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PLoS One. 2013 Nov 18;8(11):e81341. doi: 10.1371/journal.pone.0081341. eCollection 2013.

Complement C3 and C5 deficiency affects fracture healing.

Author information

1
Department of Traumatology, Hand-, Plastic-, and Reconstructive Surgery, Center of Surgery, University of Ulm, Ulm, Germany.

Abstract

There is increasing evidence that complement may play a role in bone development. Our previous studies demonstrated that the key complement receptor C5aR was strongly expressed in the fracture callus not only by immune cells but also by bone cells and chondroblasts, indicating a function in bone repair. To further elucidate the role of complement in bone healing, this study investigated fracture healing in mice in the absence of the key complement molecules C3 and C5. C3(-/-) and C5(-/-) as well as the corresponding wildtype mice received a standardized femur osteotomy, which was stabilized using an external fixator. Fracture healing was investigated after 7 and 21 days using histological, micro-computed tomography and biomechanical measurements. In the early phase of fracture healing, reduced callus area (C3(-/-): -25%, p=0.02; C5(-/-): -20% p=0.052) and newly formed bone (C3(-/-): -38%, p=0.01; C5(-/-): -52%, p=0.009) was found in both C3- and C5-deficient mice. After 21 days, healing was successful in the absence of C3, whereas in C5-deficient mice fracture repair was significantly reduced, which was confirmed by a reduced bending stiffness (-45%; p=0.029) and a smaller callus volume (-17%; p=0.039). We further demonstrated that C5a was activated in C3(-/-) mice, suggesting cleavage via extrinsic pathways. Our results suggest that the activation of the terminal complement cascade in particular may be crucial for successful fracture healing.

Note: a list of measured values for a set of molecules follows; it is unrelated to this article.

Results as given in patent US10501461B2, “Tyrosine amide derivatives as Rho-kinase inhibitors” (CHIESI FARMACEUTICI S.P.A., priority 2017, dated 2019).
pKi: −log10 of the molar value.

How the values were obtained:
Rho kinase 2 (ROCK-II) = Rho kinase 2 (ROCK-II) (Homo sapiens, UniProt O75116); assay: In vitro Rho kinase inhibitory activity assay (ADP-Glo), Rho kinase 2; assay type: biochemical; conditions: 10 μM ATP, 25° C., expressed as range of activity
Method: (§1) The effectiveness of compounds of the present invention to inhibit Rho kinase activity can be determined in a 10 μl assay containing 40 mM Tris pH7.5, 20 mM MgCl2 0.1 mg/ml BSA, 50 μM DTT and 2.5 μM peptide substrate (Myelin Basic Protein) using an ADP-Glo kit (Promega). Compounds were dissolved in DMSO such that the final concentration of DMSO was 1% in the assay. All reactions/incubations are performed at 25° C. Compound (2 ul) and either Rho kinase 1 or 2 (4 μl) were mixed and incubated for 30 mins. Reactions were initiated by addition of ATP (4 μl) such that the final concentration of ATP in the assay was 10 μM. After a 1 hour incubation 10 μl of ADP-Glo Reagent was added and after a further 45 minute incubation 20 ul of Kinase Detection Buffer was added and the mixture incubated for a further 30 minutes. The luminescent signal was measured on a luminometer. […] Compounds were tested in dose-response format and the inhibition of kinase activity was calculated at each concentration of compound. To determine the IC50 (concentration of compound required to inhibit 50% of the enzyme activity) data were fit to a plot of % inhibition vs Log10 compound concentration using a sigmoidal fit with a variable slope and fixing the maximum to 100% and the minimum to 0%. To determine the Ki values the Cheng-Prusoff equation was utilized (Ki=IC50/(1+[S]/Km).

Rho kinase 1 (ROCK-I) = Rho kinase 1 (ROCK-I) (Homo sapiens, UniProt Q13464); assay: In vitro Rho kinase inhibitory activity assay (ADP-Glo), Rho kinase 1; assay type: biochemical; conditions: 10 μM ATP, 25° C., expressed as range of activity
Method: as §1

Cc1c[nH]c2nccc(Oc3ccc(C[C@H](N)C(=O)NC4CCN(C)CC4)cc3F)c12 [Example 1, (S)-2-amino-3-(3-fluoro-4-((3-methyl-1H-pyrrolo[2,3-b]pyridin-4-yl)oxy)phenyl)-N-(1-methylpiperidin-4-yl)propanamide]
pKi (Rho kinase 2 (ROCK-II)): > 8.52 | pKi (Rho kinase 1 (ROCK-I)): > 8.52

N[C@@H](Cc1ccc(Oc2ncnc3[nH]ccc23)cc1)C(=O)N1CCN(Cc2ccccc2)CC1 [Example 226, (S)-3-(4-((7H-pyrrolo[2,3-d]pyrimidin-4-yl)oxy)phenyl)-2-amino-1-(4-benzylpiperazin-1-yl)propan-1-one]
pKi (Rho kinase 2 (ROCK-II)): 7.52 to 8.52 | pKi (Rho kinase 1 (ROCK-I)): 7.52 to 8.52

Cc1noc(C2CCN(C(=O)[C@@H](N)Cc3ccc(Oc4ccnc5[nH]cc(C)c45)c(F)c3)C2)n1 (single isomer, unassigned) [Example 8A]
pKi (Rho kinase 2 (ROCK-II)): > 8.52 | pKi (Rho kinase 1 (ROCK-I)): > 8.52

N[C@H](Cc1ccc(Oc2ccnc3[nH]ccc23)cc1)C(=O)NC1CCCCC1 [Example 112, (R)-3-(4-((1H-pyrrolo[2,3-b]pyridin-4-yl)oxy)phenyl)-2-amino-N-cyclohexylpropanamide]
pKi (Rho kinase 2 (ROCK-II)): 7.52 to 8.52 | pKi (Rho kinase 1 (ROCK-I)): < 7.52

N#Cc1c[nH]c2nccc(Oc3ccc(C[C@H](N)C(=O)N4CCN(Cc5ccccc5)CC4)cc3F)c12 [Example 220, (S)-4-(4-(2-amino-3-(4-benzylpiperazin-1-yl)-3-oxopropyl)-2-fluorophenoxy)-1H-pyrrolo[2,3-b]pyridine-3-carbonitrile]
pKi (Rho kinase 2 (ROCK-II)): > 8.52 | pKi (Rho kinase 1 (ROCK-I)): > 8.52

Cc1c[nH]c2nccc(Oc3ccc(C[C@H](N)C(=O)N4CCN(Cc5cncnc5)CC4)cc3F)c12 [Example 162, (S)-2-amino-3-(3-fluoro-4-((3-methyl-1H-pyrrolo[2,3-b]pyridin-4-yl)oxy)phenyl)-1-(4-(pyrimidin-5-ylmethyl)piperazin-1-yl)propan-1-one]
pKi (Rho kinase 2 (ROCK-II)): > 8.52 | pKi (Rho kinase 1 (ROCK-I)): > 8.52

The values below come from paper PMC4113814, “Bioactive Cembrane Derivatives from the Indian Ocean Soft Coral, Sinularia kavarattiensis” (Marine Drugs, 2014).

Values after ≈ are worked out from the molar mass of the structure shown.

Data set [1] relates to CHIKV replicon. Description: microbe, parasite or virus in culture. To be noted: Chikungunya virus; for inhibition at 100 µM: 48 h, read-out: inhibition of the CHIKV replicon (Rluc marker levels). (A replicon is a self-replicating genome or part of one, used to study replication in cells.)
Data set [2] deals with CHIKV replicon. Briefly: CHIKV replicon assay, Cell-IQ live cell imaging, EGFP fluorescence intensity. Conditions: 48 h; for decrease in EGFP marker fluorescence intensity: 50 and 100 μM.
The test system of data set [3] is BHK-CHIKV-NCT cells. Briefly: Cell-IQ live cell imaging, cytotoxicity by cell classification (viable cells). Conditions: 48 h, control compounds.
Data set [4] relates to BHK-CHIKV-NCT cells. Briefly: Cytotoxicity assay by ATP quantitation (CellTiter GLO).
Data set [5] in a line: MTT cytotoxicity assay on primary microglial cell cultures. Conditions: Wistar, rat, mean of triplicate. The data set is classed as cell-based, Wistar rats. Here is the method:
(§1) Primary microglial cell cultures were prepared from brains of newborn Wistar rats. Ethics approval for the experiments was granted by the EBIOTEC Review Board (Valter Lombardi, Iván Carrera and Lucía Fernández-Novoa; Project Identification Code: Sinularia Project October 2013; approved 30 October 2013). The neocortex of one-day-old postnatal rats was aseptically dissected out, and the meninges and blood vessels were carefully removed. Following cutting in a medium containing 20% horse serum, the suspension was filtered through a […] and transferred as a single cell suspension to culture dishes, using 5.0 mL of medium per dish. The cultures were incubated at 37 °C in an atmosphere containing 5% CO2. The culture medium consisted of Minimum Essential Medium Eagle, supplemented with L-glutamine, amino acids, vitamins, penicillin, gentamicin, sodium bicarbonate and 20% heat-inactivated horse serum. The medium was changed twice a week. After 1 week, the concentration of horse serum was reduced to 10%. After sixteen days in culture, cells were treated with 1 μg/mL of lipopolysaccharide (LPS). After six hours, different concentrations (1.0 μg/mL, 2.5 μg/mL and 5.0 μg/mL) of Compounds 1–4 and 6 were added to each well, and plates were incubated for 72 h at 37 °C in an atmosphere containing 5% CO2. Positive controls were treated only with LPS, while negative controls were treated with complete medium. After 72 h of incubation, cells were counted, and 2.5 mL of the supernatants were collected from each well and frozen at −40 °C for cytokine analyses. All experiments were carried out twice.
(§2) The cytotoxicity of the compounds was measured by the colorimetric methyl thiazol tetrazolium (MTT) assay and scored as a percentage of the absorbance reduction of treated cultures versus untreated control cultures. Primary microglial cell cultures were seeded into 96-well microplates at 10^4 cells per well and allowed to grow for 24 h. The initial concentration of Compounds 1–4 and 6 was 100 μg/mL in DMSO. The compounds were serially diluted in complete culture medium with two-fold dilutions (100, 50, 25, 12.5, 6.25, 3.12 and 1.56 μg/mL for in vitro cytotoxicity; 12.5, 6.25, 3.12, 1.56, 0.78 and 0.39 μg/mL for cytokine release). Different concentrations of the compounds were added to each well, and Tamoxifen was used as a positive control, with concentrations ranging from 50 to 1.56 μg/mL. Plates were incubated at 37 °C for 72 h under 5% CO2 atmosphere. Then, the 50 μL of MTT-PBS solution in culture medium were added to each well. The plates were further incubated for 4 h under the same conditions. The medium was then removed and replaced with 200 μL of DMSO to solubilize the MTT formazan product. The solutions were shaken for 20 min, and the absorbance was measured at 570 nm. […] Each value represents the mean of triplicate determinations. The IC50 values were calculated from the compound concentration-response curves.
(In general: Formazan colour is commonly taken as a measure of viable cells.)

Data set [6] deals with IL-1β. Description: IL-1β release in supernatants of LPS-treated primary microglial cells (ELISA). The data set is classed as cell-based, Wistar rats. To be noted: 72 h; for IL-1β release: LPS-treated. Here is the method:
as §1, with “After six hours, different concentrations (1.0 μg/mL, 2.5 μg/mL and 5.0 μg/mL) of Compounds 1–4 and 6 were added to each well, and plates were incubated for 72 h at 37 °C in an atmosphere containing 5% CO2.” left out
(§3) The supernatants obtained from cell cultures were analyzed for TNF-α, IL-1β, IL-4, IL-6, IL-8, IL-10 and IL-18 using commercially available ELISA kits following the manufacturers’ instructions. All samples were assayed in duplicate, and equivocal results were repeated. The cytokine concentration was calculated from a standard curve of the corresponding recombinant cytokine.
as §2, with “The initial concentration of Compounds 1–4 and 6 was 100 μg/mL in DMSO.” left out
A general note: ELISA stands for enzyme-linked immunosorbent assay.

PMID:
24260573
PMCID:
PMC3832439
DOI:
10.1371/journal.pone.0081341
[Indexed for MEDLINE]
Free PMC Article

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